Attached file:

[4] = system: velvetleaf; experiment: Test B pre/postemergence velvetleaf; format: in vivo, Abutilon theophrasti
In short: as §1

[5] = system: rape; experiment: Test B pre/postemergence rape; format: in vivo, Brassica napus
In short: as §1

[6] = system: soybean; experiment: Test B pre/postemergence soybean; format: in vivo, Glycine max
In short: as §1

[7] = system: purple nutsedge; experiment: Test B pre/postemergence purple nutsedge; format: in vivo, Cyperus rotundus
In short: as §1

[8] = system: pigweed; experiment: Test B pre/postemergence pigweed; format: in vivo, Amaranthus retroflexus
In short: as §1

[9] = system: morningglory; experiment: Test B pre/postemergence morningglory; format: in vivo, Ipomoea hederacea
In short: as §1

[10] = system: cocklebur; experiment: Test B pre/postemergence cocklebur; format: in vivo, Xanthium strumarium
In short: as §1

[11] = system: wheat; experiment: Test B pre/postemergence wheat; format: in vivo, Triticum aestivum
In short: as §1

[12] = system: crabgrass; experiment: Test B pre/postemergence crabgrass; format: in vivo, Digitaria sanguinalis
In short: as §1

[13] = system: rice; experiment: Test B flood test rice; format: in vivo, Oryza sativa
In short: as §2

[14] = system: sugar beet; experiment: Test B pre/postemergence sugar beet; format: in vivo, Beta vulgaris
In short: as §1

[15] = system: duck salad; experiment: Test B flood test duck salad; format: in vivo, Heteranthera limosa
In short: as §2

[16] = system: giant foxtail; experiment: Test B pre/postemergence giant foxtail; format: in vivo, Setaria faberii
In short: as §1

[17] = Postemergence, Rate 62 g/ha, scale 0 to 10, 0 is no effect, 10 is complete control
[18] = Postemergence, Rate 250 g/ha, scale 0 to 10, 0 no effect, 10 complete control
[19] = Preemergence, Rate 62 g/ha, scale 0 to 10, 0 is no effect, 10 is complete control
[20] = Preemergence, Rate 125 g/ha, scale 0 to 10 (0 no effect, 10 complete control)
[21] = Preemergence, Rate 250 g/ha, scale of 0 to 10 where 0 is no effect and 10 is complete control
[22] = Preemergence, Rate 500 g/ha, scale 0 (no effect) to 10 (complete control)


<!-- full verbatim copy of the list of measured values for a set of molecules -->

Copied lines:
[4] = system: velvetleaf; experiment: Test B pre/postemergence velvetleaf; format: in vivo, Abutilon theophrasti
In short: as §1

[5] = system: rape; experiment: Test B pre/postemergence rape; format: in vivo, Brassica napus
In short: as §1

[6] = system: soybean; experiment: Test B pre/postemergence soybean; format: in vivo, Glycine max
In short: as §1

[7] = system: purple nutsedge; experiment: Test B pre/postemergence purple nutsedge; format: in vivo, Cyperus rotundus
In short: as §1

[8] = system: pigweed; experiment: Test B pre/postemergence pigweed; format: in vivo, Amaranthus retroflexus
In short: as §1

[9] = system: morningglory; experiment: Test B pre/postemergence morningglory; format: in vivo, Ipomoea hederacea
In short: as §1

[10] = system: cocklebur; experiment: Test B pre/postemergence cocklebur; format: in vivo, Xanthium strumarium
In short: as §1

[11] = system: wheat; experiment: Test B pre/postemergence wheat; format: in vivo, Triticum aestivum
In short: as §1

[12] = system: crabgrass; experiment: Test B pre/postemergence crabgrass; format: in vivo, Digitaria sanguinalis
In short: as §1

[13] = system: rice; experiment: Test B flood test rice; format: in vivo, Oryza sativa
In short: as §2

[14] = system: sugar beet; experiment: Test B pre/postemergence sugar beet; format: in vivo, Beta vulgaris
In short: as §1

[15] = system: duck salad; experiment: Test B flood test duck salad; format: in vivo, Heteranthera limosa
In short: as §2

[16] = system: giant foxtail; experiment: Test B pre/postemergence giant foxtail; format: in vivo, Setaria faberii
In short: as §1

[17] = Postemergence, Rate 62 g/ha, scale 0 to 10, 0 is no effect, 10 is complete control
[18] = Postemergence, Rate 250 g/ha, scale 0 to 10, 0 no effect, 10 complete control
[19] = Preemergence, Rate 62 g/ha, scale 0 to 10, 0 is no effect, 10 is complete control
[20] = Preemergence, Rate 125 g/ha, scale 0 to 10 (0 no effect, 10 complete control)
[21] = Preemergence, Rate 250 g/ha, scale of 0 to 10 where 0 is no effect and 10 is complete control
[22] = Preemergence, Rate 500 g/ha, scale 0 (no effect) to 10 (complete control)